Studies suggest that alcohol, when consumed at low to moderate levels, may have some health benefits. It can also produce feel-good effects, which is why many of us turn to alcoholic beverages in social situations or during stressful times. But research is also clear about something else. When a person partakes in excessive alcohol consumption, it can have damaging effects on the body - both short-term and long-term. In the short term, it can cause a hangover and leave you feeling sluggish.
For the occasional night out or party, there are things you can do to help prevent a hangover, to help reduce the impacts of alcohol on your body. Regardless of how often you drink, it's important to understand how alcohol affects your body.
#1. Weight Gain
Alcoholic drinks generally contain a high number of calories, which can impact your weight. Fat, especially on men, tends to go to the belly. Belly fat is more dangerous than other fats. It can squeeze your organs, and release harmful chemicals into your blood, which can lead to cardiovascular disease and diabetes  .
Furthermore, when it comes to alcohol and weight gain, there is an indirect way that alcohol can make you gain weight. It’s an appetite stimulant. So, if you’re drinking, you may be more likely to eat a larger amount than usual. Not only are you likely to feel more hungry if you’re drinking excessively, but your inhibitions will be lowered, which may cause you to ignore healthy food choices.
#2. The Brain
Wondering what alcohol does to the brain? From anxiety to stress, alcohol can have negative effects on your mental health. Too much alcohol consumption can change your brain's ability to stay balanced and run smoothly . The more you drink, the more your brain is affected. It can also stop you from sleeping properly, leaving you sluggish and irritable.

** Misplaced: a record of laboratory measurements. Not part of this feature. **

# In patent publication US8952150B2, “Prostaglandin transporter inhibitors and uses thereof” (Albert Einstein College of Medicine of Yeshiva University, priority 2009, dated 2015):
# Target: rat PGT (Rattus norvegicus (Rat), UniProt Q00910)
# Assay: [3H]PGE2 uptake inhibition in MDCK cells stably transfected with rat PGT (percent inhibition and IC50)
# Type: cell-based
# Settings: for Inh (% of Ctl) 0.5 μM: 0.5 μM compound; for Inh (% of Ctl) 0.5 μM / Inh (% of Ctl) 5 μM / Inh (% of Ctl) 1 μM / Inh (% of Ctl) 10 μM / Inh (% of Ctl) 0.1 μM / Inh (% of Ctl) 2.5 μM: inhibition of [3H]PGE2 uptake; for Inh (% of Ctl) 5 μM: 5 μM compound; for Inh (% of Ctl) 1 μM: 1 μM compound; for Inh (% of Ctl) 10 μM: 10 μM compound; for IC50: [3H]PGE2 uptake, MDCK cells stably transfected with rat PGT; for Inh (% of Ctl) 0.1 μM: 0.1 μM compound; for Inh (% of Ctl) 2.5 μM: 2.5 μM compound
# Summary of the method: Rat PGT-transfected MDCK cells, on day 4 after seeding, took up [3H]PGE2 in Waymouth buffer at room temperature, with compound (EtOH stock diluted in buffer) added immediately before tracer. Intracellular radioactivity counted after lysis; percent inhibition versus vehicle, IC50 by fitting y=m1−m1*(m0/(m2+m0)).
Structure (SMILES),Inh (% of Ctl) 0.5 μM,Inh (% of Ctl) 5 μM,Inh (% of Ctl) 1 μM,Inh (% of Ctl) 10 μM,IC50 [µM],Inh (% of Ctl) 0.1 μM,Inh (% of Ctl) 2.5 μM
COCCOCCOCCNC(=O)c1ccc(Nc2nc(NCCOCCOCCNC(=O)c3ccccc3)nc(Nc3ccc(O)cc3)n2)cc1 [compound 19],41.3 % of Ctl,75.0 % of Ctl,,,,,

#3. The Heart
There’s some evidence that drinking the occasional glass of red wine may be good for your heart, either by preventing heart disease or lowering your risk of heart disease . However, it’s not necessarily a good idea to start drinking alcohol in an effort to lower your risk of heart disease.
While alcohol in moderation can be fine for most people, it’s important to be aware you can fall victim to holiday heart syndrome if you overdo it. This is when overeating and overindulging in alcohol leads to an irregular heartbeat.
Holiday Heart can happen if you don’t typically consume alcohol, but then have a few at a holiday party, or you binge-drink and then develop an irregular heartbeat. This is called atrial fibrillation. Atrial fibrillation increases your risk of stroke, heart attack, and heart failure.
The American Heart Association recommends no more than one drink per day for women and no more than two per day for men.
#4. The Liver
The liver is the one organ that is most intimately involved with the detoxification of the body after excessive alcohol intake, and it is, therefore, the organ that often suffers the most damage.